The digital divide and inclusive education during Covid-19

Our Beyond the Pandemic debates continued at Espai Societat Oberta this week, a series reflecting on human rights in the time of Covid-19. So far we have discussed digital rights & privacy and civil rights. This week we focused on the digital divide; a problem that existed before the pandemic but has become more acute in the current context.

We invited Ainara Zubillaga (Director of Education and Training at the Cotec Foundation for Innovation) and Gabriel González Carrillo (Head of Innovation at the Esplai Foundation and member of the Third Sector Committee). The debate was moderated by Diari de l’Educació journalist, Sandra Vicente.

Content, devices and unequal access

The debate began with questions about the effectiveness of moving education online. Vicente stated that “the school has become a space for the transmission of knowledge and we have lost value and social potential”. How would it be possible to improve the digitization process to achieve an inclusive educational system? The panel discussed policies and adult-centric decisions, inequalities & teleworking and conciliation.

“The educational debate is revolving around content and evaluation. A broader approach to the school curriculum is needed” stated Ainara Zubillaga. Zubillaga stressed that the students most affected are those who come from families with few economic resources, which is why the education system should be rethought in a context like the current one. González Carrillo added that: “The possibilities are not the same for everyone: not all families have sufficient devices or the skills to accompany them in training and leisure spaces”.

Digital inequality more visible than ever

Zubillaga illustrated the concept of the digital divide through a more traditional understanding of education: “Having a device at home or a connection is not synonymous with learning. Just as having a notebook and a pen is not the same as being able to read and write. In other words, it’s no longer just about having access to devices or an Internet connection. It’s also about how to use the tools and what knowledge we have to do it or accompany it.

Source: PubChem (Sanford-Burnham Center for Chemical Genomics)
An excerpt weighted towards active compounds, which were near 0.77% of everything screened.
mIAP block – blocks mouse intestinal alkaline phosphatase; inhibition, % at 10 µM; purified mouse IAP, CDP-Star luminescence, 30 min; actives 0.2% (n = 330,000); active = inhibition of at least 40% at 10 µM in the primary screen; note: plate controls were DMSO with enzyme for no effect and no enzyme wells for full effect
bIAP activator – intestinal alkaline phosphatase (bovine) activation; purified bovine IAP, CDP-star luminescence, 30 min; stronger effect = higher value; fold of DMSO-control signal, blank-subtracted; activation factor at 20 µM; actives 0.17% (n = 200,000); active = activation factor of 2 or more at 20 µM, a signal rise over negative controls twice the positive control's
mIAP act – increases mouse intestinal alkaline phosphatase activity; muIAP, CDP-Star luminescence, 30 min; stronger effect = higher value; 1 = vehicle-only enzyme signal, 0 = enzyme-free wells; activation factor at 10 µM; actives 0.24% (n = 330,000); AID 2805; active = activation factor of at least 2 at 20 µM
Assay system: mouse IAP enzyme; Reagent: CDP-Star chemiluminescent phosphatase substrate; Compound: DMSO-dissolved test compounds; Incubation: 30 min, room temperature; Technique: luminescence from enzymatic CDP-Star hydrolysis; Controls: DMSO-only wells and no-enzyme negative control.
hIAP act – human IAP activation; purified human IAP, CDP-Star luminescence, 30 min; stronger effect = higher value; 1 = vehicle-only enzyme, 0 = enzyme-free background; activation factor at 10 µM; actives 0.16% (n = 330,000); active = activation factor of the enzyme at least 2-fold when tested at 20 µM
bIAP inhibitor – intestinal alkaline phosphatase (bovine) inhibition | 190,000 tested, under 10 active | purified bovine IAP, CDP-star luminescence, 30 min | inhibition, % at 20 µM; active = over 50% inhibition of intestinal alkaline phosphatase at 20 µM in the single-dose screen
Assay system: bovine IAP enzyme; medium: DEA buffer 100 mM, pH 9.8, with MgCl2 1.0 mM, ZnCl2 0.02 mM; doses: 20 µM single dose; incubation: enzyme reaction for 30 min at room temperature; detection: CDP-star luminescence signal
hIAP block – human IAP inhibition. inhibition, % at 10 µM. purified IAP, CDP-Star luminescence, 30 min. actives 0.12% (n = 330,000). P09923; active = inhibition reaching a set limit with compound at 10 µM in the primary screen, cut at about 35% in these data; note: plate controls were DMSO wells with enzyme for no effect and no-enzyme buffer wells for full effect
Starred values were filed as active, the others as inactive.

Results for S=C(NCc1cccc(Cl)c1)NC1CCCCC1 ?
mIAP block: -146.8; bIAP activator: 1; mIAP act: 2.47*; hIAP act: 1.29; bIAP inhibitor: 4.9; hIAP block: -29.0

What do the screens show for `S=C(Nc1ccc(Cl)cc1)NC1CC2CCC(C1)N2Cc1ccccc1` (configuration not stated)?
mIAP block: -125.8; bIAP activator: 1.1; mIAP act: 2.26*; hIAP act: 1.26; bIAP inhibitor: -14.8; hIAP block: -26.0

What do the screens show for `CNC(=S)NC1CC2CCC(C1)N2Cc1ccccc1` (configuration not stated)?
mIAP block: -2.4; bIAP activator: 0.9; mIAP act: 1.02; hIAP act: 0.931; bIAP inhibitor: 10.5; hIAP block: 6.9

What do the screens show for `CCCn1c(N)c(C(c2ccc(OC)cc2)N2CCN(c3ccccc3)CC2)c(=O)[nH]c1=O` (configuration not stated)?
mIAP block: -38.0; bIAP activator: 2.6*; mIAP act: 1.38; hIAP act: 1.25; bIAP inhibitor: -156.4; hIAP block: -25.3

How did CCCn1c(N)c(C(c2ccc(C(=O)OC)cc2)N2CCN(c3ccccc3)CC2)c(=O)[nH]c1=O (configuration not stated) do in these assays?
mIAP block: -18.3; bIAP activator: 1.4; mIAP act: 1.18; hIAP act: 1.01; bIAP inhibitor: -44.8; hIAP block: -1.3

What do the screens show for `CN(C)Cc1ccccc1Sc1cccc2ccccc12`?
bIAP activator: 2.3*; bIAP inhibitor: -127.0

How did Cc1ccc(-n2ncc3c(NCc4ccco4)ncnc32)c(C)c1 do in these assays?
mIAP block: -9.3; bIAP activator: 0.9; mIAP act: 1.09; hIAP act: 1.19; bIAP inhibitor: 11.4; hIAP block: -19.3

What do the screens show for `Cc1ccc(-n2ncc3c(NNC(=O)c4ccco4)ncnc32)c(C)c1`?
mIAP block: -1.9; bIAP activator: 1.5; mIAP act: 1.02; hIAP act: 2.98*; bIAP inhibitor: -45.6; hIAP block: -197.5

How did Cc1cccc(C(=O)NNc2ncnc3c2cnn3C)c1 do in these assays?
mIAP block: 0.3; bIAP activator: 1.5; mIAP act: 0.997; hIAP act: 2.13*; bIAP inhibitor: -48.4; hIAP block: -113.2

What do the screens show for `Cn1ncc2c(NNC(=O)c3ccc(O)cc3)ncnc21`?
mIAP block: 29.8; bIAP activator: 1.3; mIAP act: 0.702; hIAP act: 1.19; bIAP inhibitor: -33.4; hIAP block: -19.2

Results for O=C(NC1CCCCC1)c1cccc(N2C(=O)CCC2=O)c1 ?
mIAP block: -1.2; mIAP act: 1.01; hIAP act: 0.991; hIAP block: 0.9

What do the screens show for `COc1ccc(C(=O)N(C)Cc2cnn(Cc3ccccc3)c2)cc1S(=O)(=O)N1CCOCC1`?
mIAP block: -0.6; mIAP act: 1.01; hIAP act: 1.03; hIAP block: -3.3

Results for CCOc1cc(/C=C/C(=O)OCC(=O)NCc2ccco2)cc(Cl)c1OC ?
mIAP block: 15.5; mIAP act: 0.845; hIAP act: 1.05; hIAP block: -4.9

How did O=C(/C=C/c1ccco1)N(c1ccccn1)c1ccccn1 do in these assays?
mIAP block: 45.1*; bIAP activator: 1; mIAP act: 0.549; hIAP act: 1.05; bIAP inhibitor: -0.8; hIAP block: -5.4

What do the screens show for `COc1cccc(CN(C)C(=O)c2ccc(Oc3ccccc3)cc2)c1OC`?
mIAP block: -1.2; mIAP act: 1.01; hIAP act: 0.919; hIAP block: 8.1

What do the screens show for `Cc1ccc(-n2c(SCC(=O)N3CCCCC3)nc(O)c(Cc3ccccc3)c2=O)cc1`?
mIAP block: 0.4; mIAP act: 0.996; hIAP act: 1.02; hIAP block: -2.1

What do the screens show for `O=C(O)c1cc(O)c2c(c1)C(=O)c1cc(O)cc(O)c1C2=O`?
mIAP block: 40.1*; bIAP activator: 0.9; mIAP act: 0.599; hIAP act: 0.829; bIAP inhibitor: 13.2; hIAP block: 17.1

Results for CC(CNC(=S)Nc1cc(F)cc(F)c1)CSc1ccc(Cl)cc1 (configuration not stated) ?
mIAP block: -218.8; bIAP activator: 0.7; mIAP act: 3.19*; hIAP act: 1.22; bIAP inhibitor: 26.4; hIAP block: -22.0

“We need to develop an educational and support model that facilitates the use of technology, not just access to it. The digital divide has not been overcome at all and digital literacy is still necessary”, added González Carrillo.

Non-inclusive policies

Inclusion by definition should take into account everyone’s reality, not just providing computers and tablets to families. The panelists were asked what happens when classes are followed through an app without accessibility, and why pdfs are not the best option.

Technology is good but it also accelerates risks and discrimination. Most e-learning platforms are not accessible,” states González Carrillo. Zubillaga followed by adding that these technological and technical barriers are more evident in a situation like the current one: “we are talking about groups that have learning experiences that are difficult to reproduce on a screen. There is a part of the educational process that cannot be virtualized,”

Digital literacy, informal education and future challenges

The debate on digital divides and inclusive education addressed many more issues than just those summarized here. It is clear that digital literacy is still a challenge for many schools and groups. The role of non-formal education in the learning process has also been highlighted and different scenarios in education and technology in the ‘new normality’ were put forward.  Don’t miss the full video of the debate! Remember –  Espai Societat Oberta’s next event on Beyond the Pandemic is next Wednesday 20th May. We will reflect on global justice and Covid-19 and the kind of world we want to transition back into.

Reports commented on during the debate

Below are some of the documents mentioned during the debate on digital divides and Covid-19.

Reports from Fundación COTEC about Digital Divides:

Research promoted by Taula d’entitats del Tercer Sector Social de Catalunya through the m4social project, and prepared by Fundación Francesc Ferrer i Guàrdia:

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